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Burma's Dissidents Return From Exile

A prominent Burmese activist who had been sentenced to life in prison in absentia has returned to his homeland after his name was removed from a government blacklist.

Moe Thee Zun, left, was cheered by supporters as he arrived at the Rangoon airport on Saturday. He had been living in exile in the United States.

Moe Thee Zun was a student leader during pro-democracy protests nearly 25 years ago that were crushed by the government.

Other former dissidents also have returned to Burma recently after the government removed more than 2,000 names from a list used to refuse entry to exiled opponents of the country's former military rulers and other critics.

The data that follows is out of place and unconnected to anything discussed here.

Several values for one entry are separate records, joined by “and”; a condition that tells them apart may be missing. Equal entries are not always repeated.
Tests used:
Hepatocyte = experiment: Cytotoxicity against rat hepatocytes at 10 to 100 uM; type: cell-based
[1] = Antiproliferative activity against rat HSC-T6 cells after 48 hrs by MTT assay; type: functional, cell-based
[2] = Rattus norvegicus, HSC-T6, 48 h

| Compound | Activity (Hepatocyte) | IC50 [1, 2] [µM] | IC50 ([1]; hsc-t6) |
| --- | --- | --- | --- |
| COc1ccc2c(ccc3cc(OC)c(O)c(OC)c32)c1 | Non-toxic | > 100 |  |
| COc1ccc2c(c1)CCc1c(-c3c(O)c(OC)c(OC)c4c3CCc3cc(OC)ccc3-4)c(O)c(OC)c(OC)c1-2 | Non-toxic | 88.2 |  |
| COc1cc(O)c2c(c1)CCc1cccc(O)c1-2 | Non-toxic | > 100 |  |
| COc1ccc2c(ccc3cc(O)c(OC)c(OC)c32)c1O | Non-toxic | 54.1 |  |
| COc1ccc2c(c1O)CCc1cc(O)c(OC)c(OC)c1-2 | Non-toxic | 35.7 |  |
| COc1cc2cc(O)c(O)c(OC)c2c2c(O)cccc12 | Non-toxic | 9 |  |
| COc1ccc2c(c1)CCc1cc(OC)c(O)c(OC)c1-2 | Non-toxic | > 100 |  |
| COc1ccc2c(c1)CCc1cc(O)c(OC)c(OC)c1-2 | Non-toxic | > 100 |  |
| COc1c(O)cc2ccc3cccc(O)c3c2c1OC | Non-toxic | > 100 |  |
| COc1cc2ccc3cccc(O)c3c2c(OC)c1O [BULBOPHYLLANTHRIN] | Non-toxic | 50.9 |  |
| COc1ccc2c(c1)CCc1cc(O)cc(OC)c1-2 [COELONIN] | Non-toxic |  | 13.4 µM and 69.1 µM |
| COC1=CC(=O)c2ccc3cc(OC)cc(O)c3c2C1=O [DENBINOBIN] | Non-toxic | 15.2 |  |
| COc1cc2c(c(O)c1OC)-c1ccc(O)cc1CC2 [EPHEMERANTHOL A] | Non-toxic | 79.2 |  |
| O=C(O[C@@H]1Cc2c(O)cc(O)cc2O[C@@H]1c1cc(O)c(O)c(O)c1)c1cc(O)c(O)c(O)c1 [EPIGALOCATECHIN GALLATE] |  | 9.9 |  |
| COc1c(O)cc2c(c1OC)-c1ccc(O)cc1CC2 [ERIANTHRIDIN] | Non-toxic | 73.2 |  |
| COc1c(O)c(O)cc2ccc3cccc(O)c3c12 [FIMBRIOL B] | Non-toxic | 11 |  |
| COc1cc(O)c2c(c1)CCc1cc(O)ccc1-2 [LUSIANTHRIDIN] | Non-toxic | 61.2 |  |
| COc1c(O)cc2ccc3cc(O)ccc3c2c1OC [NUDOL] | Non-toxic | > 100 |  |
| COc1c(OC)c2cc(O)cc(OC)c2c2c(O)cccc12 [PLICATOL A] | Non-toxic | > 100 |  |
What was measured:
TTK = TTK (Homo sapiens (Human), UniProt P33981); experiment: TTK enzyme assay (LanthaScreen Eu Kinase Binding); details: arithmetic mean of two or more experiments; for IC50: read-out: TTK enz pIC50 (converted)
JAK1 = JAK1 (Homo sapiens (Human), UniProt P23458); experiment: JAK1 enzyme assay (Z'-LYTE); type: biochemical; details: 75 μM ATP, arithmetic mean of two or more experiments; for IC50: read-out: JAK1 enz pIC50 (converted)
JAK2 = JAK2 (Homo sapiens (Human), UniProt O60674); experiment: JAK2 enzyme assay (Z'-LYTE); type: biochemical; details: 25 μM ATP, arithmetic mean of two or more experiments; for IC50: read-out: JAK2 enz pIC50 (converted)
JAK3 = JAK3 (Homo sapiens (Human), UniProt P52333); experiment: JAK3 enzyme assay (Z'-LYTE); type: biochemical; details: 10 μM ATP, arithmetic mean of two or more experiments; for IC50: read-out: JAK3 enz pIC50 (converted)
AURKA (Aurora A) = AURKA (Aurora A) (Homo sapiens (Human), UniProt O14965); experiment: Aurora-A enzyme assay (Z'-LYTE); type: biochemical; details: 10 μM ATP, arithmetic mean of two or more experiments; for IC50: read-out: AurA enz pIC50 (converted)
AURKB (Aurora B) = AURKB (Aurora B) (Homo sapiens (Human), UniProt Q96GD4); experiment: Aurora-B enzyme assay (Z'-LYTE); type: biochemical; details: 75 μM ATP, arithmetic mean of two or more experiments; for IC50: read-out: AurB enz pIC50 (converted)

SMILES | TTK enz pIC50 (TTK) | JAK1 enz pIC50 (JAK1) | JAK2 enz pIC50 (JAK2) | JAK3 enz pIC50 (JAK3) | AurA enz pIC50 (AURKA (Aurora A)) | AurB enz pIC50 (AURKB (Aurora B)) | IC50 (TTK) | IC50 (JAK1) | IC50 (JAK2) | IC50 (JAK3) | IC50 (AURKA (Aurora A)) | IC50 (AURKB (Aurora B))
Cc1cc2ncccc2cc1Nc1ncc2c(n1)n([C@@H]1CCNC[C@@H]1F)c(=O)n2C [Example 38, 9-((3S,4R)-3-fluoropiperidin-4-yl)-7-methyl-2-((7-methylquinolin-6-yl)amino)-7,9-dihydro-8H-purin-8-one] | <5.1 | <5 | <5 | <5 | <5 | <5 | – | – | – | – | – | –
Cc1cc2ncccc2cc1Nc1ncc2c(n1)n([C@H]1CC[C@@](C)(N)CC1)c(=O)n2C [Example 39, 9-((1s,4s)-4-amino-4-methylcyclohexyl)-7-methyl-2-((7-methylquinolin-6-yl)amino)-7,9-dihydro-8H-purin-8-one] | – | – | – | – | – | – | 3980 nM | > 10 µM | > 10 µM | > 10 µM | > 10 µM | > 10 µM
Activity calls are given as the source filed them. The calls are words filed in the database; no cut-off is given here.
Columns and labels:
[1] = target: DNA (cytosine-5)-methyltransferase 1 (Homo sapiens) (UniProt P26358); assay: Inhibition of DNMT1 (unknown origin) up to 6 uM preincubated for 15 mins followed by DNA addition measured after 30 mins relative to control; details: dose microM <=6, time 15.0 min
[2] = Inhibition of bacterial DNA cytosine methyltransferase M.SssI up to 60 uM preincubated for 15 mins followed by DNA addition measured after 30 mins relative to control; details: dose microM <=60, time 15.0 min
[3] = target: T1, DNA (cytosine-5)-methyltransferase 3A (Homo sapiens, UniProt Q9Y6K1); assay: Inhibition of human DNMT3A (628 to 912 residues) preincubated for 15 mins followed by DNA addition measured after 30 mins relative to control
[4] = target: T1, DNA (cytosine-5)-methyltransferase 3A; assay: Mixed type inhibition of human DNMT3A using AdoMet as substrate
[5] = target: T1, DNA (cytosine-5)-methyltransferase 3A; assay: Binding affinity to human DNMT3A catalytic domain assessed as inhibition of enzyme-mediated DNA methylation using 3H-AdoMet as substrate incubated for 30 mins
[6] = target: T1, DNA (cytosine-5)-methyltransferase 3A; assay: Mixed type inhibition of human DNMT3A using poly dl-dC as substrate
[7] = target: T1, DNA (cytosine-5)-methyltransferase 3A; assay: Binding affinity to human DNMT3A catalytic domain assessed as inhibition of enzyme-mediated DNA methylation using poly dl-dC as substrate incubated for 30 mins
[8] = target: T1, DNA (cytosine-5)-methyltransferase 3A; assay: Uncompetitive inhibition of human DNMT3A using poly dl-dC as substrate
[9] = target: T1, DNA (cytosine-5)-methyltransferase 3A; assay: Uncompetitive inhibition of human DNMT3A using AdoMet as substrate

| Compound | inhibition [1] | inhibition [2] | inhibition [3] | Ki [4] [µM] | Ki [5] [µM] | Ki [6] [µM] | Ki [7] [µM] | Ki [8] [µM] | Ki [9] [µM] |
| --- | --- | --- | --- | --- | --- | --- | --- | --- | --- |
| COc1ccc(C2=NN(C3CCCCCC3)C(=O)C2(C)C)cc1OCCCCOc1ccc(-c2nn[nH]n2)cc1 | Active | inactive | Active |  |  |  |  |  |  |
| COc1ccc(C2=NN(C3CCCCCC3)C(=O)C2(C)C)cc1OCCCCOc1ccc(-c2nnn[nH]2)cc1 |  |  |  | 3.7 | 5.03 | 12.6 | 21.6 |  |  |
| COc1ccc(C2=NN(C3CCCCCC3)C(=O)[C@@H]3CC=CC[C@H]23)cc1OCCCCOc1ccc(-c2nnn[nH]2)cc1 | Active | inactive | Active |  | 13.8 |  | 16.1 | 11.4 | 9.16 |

Burma's President Thein Sein has released hundreds of political prisoners and enacted a series of reforms since he took power in 2011. He has also eased media restrictions and brought into his Cabinet allies who back his reformist agenda.

On Thursday the government released the names of over 1,000 people - not all of them Burmese - who had been blacklisted but are now free to enter Burma. The activists, politicians, and global celebrities included former Philippine President Corazon Aquino, former U.S. Secretary of State Madeleine Albright, and the late American congressman and entertainer Sonny Bono.

An announcement posted on the Burmese president's official website did not disclose the current status of about 4,000 other people who were blacklisted earlier.

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